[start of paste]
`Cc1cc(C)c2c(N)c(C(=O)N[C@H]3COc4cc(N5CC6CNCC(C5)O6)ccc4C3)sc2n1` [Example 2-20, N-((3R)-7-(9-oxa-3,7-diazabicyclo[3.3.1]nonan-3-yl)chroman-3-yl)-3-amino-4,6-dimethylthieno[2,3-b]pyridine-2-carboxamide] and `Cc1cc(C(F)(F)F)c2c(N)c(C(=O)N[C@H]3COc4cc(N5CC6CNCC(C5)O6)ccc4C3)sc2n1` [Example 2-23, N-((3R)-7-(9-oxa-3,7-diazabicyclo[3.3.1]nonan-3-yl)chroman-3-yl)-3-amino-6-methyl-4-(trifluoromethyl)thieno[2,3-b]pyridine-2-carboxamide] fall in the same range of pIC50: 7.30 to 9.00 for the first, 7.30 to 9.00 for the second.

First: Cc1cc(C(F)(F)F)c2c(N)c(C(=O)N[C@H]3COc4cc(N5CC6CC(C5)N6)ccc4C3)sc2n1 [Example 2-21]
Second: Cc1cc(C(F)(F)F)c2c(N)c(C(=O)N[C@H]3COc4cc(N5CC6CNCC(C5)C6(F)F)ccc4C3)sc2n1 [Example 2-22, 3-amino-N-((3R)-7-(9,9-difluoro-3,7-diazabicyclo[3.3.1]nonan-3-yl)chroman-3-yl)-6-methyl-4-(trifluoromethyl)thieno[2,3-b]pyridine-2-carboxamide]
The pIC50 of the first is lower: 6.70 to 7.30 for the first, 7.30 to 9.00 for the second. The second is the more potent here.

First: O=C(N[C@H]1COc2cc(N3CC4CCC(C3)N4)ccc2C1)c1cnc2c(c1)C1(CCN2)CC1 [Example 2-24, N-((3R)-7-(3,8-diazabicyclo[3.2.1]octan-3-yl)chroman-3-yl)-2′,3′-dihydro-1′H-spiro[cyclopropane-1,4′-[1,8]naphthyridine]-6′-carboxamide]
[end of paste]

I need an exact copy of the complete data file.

`Cc1cc(C)c2c(N)c(C(=O)N[C@H]3COc4cc(N5CC6CNCC(C5)O6)ccc4C3)sc2n1` [Example 2-20, N-((3R)-7-(9-oxa-3,7-diazabicyclo[3.3.1]nonan-3-yl)chroman-3-yl)-3-amino-4,6-dimethylthieno[2,3-b]pyridine-2-carboxamide] and `Cc1cc(C(F)(F)F)c2c(N)c(C(=O)N[C@H]3COc4cc(N5CC6CNCC(C5)O6)ccc4C3)sc2n1` [Example 2-23, N-((3R)-7-(9-oxa-3,7-diazabicyclo[3.3.1]nonan-3-yl)chroman-3-yl)-3-amino-6-methyl-4-(trifluoromethyl)thieno[2,3-b]pyridine-2-carboxamide] fall in the same range of pIC50: 7.30 to 9.00 for the first, 7.30 to 9.00 for the second.

First: Cc1cc(C(F)(F)F)c2c(N)c(C(=O)N[C@H]3COc4cc(N5CC6CC(C5)N6)ccc4C3)sc2n1 [Example 2-21]
Second: Cc1cc(C(F)(F)F)c2c(N)c(C(=O)N[C@H]3COc4cc(N5CC6CNCC(C5)C6(F)F)ccc4C3)sc2n1 [Example 2-22, 3-amino-N-((3R)-7-(9,9-difluoro-3,7-diazabicyclo[3.3.1]nonan-3-yl)chroman-3-yl)-6-methyl-4-(trifluoromethyl)thieno[2,3-b]pyridine-2-carboxamide]
The pIC50 of the first is lower: 6.70 to 7.30 for the first, 7.30 to 9.00 for the second. The second is the more potent here.

First: O=C(N[C@H]1COc2cc(N3CC4CCC(C3)N4)ccc2C1)c1cnc2c(c1)C1(CCN2)CC1 [Example 2-24, N-((3R)-7-(3,8-diazabicyclo[3.2.1]octan-3-yl)chroman-3-yl)-2′,3′-dihydro-1′H-spiro[cyclopropane-1,4′-[1,8]naphthyridine]-6′-carboxamide]